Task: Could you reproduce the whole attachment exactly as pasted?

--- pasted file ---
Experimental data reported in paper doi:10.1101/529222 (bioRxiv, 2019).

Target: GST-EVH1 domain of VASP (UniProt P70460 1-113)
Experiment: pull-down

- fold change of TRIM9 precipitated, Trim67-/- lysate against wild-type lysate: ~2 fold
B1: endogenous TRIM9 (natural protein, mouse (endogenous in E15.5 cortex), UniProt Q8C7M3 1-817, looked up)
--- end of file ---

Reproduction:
Experimental data reported in paper doi:10.1101/529222 (bioRxiv, 2019).

Target: GST-EVH1 domain of VASP (UniProt P70460 1-113)
Experiment: pull-down

- fold change of TRIM9 precipitated, Trim67-/- lysate against wild-type lysate: ~2 fold
B1: endogenous TRIM9 (natural protein, mouse (endogenous in E15.5 cortex), UniProt Q8C7M3 1-817, looked up)